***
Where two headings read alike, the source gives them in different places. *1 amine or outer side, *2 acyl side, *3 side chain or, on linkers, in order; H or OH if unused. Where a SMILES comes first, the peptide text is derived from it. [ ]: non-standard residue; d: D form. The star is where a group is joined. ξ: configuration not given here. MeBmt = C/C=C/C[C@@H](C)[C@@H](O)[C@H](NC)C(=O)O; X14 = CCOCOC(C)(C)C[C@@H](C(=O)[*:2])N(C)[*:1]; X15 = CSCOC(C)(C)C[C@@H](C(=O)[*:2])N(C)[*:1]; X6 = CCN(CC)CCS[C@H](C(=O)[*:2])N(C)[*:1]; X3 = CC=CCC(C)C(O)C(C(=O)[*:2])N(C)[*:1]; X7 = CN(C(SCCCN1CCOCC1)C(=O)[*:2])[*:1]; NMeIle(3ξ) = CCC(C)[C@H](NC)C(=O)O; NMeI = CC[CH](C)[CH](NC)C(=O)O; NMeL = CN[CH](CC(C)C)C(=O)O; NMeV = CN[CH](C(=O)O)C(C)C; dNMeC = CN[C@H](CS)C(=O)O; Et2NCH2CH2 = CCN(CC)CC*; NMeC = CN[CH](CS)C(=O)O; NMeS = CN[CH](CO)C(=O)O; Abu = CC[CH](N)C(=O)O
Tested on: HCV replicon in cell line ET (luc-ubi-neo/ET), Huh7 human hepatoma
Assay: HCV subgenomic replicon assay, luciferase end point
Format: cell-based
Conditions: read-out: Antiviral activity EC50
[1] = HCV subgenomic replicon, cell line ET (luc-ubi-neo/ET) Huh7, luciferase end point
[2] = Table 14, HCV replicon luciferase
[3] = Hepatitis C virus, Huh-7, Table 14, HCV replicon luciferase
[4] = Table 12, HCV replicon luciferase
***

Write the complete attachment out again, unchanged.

Where two headings read alike, the source gives them in different places. *1 amine or outer side, *2 acyl side, *3 side chain or, on linkers, in order; H or OH if unused. Where a SMILES comes first, the peptide text is derived from it. [ ]: non-standard residue; d: D form. The star is where a group is joined. ξ: configuration not given here. MeBmt = C/C=C/C[C@@H](C)[C@@H](O)[C@H](NC)C(=O)O; X14 = CCOCOC(C)(C)C[C@@H](C(=O)[*:2])N(C)[*:1]; X15 = CSCOC(C)(C)C[C@@H](C(=O)[*:2])N(C)[*:1]; X6 = CCN(CC)CCS[C@H](C(=O)[*:2])N(C)[*:1]; X3 = CC=CCC(C)C(O)C(C(=O)[*:2])N(C)[*:1]; X7 = CN(C(SCCCN1CCOCC1)C(=O)[*:2])[*:1]; NMeIle(3ξ) = CCC(C)[C@H](NC)C(=O)O; NMeI = CC[CH](C)[CH](NC)C(=O)O; NMeL = CN[CH](CC(C)C)C(=O)O; NMeV = CN[CH](C(=O)O)C(C)C; dNMeC = CN[C@H](CS)C(=O)O; Et2NCH2CH2 = CCN(CC)CC*; NMeC = CN[CH](CS)C(=O)O; NMeS = CN[CH](CO)C(=O)O; Abu = CC[CH](N)C(=O)O
Tested on: HCV replicon in cell line ET (luc-ubi-neo/ET), Huh7 human hepatoma
Assay: HCV subgenomic replicon assay, luciferase end point
Format: cell-based
Conditions: read-out: Antiviral activity EC50
[1] = HCV subgenomic replicon, cell line ET (luc-ubi-neo/ET) Huh7, luciferase end point
[2] = Table 14, HCV replicon luciferase
[3] = Hepatitis C virus, Huh-7, Table 14, HCV replicon luciferase
[4] = Table 12, HCV replicon luciferase